Marriage Therapy & Insurance

Many couples contact me believing that their insurance will cover their therapy sessions. They may have been told as much by their insurance company. The real answer is, “maybe.”

Most behavioral health insurance plans only pay for the treatment of a mental health diagnosis. That diagnosis can then be treated through individual and/or family therapy (couples therapy), which the insurance will pay for.

Couples often seek help for relationship problems which may or may not involve mental health issues. Many relationship problems are simply due to the normal challenges of life and are not caused by a diagnosable mental illness.

If there is no mental illness to be diagnosed and treated, that’s good news! The “bad” news is that insurance won’t pay for your marriage therapy.

It is important to know what type of plan you have and exactly what it will pay for. Just because couples therapy is “covered” does not necessarily mean that you and/or your partner have a diagnosable, mental health condition that needs treatment.

There are some insurance plans and Employee Assistance Programs (EAPs) that will pay for a limited number of marriage therapy (or family therapy) sessions.

Since standard marriage therapy is typically not covered by insurance, I offer sliding scale fees to help make therapy affordable for my clients. Contact me for more information.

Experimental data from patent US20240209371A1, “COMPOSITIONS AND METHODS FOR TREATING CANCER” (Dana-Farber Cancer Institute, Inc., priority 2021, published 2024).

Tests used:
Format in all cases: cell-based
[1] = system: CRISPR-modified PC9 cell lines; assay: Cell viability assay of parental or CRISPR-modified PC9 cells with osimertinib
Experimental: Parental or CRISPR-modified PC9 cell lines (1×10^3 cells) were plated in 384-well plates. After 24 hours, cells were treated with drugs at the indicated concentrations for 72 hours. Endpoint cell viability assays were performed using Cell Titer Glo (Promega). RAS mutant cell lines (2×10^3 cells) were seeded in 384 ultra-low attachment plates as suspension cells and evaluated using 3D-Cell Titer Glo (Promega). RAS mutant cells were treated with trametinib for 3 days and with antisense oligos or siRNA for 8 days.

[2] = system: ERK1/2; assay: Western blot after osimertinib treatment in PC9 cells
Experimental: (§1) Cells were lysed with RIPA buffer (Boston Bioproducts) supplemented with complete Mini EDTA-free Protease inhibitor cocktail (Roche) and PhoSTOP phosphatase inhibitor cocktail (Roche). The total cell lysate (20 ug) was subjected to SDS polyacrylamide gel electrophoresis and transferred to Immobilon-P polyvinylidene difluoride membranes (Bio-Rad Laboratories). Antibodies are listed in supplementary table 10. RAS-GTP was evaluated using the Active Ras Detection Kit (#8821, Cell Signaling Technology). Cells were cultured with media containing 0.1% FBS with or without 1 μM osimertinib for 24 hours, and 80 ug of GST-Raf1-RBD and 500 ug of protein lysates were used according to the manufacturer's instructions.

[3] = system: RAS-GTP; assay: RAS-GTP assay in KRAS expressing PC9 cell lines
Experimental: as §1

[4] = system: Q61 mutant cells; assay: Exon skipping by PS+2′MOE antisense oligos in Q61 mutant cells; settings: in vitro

Hot Potato!

Unpleasant emotions are like the game “hot potato.” In our desire to get rid of them, we often try to hand them off to someone else. Anxiety in particular gets tossed around between people. It generally takes the form of, “I don’t like the way I feel, so you better fix it by changing who you are.” This usually does not end well.

Granted, there are times when a valid complaint is in order. If someone is standing on my foot, it is reasonable to ask them to move. However, there are many feelings we need to deal with on our own. It is a sign of maturity to be able to manage one’s emotions. The immature person constantly expects others to change in order to be soothed.

Of course, people need to be able to sooth and console each other. Nevertheless, becoming dependent on others for soothing is not what grown-ups do. Take responsibility by learning to manage your own emotions. It will make you a better person and partner.